Nobody would argue the fact that the Internet has changed the way we live our lives. One area that has really been affected is social relationships. Instead of going out for coffee to catch up, we can send a message via Facebook. Time spent talking on the phone has been replaced with texting and instant messaging. And, with the addition of smart phones into our lives, we can view live news feeds and stay connected in real time no matter where we go.
While some of these changes have been undeniably good, like a fabulous chocolate cake – if you eat too much of it, there are negative repercussions. A study conducted by Stanford University in 2006 revealed that those exhibiting typical behavior associated with Internet abuse were as high as one in eight. And, consequences of Internet addiction are not unlike that of other substance abuse addictions.
Just because Internet abuse is legal, doesn’t mean it’s safe or healthy. Many couples have gotten divorced because of Internet addiction. Families have been torn apart. People have lost their jobs. The stronghold of Internet addiction is not to be ignored. Other physical symptoms of Internet addition include sleep loss, back pain, eye strain and carpal tunnel.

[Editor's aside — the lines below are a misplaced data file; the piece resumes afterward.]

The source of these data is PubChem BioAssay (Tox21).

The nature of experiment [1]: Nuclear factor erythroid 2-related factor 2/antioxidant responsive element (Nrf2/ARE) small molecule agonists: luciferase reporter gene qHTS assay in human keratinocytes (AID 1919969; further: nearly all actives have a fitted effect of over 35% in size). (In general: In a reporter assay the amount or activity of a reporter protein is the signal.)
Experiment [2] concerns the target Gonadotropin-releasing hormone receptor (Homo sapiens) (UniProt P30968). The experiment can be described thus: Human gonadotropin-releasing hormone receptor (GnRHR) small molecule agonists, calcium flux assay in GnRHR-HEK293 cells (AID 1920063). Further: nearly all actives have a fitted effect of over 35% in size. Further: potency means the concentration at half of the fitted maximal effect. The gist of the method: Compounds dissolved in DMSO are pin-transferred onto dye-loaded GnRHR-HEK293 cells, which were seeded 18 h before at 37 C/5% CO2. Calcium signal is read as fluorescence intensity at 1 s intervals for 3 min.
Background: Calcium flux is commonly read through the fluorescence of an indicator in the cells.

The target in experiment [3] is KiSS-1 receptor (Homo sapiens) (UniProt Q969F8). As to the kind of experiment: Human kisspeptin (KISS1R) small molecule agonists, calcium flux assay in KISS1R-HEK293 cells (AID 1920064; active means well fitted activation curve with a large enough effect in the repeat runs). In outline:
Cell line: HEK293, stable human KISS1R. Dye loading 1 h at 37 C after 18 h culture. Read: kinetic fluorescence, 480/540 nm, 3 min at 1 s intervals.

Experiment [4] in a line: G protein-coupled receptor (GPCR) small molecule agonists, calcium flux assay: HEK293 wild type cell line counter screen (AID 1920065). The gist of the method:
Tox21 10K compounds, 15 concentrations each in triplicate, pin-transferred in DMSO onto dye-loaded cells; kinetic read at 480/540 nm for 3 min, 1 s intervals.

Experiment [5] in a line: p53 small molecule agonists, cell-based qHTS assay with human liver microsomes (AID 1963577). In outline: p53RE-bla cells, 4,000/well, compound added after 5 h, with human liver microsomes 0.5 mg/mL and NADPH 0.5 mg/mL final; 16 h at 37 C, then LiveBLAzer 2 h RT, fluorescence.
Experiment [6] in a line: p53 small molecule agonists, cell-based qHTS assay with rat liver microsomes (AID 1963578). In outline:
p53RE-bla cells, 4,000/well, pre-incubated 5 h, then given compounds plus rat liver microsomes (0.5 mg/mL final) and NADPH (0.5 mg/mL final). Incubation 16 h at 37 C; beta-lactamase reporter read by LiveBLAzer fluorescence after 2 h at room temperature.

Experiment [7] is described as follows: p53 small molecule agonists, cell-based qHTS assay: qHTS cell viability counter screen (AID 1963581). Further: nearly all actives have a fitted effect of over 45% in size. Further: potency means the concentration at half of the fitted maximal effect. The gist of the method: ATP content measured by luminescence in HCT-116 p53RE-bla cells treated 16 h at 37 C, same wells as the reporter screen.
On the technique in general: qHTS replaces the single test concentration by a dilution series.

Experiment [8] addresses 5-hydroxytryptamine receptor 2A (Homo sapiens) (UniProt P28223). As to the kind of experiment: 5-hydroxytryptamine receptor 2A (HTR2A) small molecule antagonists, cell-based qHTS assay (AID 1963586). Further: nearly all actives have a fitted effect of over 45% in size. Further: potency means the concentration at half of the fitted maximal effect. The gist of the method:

Facebook in particular has had a profound impact on personal relationships. Boasting approximately 500 million users, the social media website has become one of the most popular ways for friends and family to keep in touch. In fact, it has also helped us coin the term “Facebook stalking.”
For one Cleveland woman, Lynn France, Facebook stalking turned into a nightmare when she suspected her husband was cheating. What she found was that her husband had been leading a double life. She did a search on his apparent mistress and stumbled across photos of the mistress and her husband getting married at Disney World in Florida. France and her husband were still together at the time.
Others account how Facebook addictions have destroyed their marriages because one spouse spent too much time online in a fantasy world verses investing time in the marriage. It can also pave the way for emotional and physical infidelity as unhappy partners seek communication online with others. TheTechJournal.com reports that the number of divorces citing Facebook involvement is on the rise. A March article published at the site entitled, “Facebook is the new cause of divorce,” claims that some divorce attorneys are seeing Facebook referenced in as many as 20 percent of their cases.
A new study by the consumer electronics website Retrevo sought to determine just how obsessed people have become with social media websites. They polled 1000 Americans and discovered that almost half admitted to updating their Facebook or Twitter status during the night or first thing in the morning upon waking. About 28 percent of iPhone users confessed to checking these sites before they even got out of bed.
While not everyone using these social media platforms is addicted, they clearly can be a cause for concern. If time spent on Facebook or Twitter is interfering with your normal everyday life or if you are spending several hours a day online checking these sites, you might have a problem. Support groups such as netaddiction.com can offer help. Setting limits and boundaries for time spent online may also help keep your real life personal relationships intact.